At Maya, a high-end Mexican restaurant in New York, owner Richard Sandoval ditched some tablecloths when he added some lower-priced entrees. “We wanted to make it more approachable,” he says. He bought tables with dark hardwood tops, at $400 a crack, and spruced them up with woven placemats and steel vases. So far, he’s lowered his linen charges $10,000 a year and is thinking about removing the rest.
In Wellfleet, Massachusetts, on Cape Cod, John Pontius is remodeling Finely JP’s. He’s decided to complement his seafood menu with larger, butcher-block tables, eliminating $5,000 on laundry service. “I’ll make it look a little more casual,” he says. “Because it’s a summer seasonal place, I get people who come in all dressed up and others in shorts and sandals.”
Naked tabletops aren’t the only alternative to starched ones. At Biggs in Long Beach, California, Bret Wilke covers his tables with a waffle-patterned packing paper, pre-cut to fit. It complements his hip, urban look. Because his tapas-style menu encourages diners to share food, the paper’s also good for soaking up spills. A week’s worth runs him $1,100, but he figures it’s cheaper than cloth. “People love it because it has a texture, like fabric,” says Wilke. “It’s super-easy to change. You just roll it up and throw it in the trash.”
What lies ahead for linen? Look for restaurants to use less and less, says Kharasch, as prices inch up each year. Even operators who keep tablecloths at night may do away with them at lunch or discontinue linen napkins. But don’t expect white tablecloths to disappear. Many fancy dining rooms will always feel there’s no substitute for fine fabrics, at any price. At Tony’s di Napoli, on Second Street in New York, manager Jesse Feldman says, “In the scope of our business, it’s certainly a cost item, but I’m not seeing any untoward charges we can’t live with. Our business dictates we need it.”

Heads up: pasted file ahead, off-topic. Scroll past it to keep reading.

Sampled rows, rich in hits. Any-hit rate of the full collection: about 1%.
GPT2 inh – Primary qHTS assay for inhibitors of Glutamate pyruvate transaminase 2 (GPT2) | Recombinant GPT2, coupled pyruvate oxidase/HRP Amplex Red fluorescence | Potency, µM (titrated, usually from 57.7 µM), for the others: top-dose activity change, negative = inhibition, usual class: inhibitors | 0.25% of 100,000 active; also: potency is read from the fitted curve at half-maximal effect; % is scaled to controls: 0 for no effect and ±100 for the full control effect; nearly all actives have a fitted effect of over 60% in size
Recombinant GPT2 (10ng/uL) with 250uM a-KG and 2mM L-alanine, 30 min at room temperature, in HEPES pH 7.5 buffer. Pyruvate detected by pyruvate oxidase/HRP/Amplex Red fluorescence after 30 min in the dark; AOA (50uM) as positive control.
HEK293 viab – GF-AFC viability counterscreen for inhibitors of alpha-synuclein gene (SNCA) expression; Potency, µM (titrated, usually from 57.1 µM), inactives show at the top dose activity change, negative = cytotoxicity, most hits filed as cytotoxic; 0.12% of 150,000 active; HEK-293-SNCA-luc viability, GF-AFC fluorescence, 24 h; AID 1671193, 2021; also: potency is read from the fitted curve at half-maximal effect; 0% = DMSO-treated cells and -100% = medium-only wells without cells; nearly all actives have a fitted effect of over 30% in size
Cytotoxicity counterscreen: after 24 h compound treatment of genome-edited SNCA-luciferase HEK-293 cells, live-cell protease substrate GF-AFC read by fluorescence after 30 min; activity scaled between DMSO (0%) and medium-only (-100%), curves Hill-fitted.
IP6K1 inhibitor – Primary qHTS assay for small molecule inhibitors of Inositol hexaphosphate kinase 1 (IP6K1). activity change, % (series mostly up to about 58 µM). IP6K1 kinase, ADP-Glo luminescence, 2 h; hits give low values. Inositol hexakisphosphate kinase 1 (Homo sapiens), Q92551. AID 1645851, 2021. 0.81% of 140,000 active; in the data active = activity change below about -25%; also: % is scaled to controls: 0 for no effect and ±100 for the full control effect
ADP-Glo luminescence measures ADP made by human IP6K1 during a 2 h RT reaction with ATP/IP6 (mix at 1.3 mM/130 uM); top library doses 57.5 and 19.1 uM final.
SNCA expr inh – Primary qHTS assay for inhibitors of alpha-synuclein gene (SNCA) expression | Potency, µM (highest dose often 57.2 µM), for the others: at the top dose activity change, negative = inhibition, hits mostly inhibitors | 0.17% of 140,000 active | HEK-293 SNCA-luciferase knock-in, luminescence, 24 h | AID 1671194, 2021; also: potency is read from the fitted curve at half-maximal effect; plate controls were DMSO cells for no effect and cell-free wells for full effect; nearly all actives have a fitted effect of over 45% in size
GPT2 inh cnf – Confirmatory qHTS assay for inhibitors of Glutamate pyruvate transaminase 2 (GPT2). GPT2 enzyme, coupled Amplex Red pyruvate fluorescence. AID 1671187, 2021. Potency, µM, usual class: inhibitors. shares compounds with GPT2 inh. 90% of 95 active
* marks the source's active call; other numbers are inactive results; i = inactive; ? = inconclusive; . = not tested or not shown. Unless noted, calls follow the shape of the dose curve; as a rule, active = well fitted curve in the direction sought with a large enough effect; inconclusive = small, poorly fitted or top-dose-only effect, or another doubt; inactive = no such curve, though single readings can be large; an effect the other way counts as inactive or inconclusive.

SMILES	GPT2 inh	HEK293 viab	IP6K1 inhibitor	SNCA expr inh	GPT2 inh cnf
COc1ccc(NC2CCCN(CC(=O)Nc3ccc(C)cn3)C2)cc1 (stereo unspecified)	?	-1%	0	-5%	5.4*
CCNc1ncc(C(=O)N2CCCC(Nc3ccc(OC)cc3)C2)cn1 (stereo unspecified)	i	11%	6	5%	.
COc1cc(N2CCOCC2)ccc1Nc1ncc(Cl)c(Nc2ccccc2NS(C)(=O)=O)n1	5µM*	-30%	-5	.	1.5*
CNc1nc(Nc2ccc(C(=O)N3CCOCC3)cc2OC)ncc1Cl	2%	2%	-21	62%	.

How to Keep Linen Costs Low
• Set a linen expense target of less than 1.5 percent of sales.
• Put one person in charge of conserving linens—and cut them in on the savings.
• Count out linens at the start of a shift and keep the rest locked up.
• Check your trash to make sure no linen is thrown out.
• Scatter more laundry bins around, so less linen gets thrown on the floor or in the trash.
• Use a softer tabletop that needs only one tablecloth instead of two.
• Store napkins in spill-proof containers.
• Buy higher-end tables and set them without tablecloths.
• Ask if your linen supplier can train your employees.
Life After Linens
Ideas from restaurants that kicked the white-tablecloth habit.
New York City
The high-end Mexican restaurant replaced old tables/tablecloths with new tables with dark hardwood tops—and woven placemats.
Long Beach, California
This Italian high-end
casual restaurant replaced tablecloths with pre-cut waffle-patterned packing paper.
New York City
A contemporary American restaurant, it replaced
tablecloths with dark brown maple tabletops, which are waxed once a week with bowling lane wax.
This casual fine-dining operation replaced tablecloths with red butcher-block tables.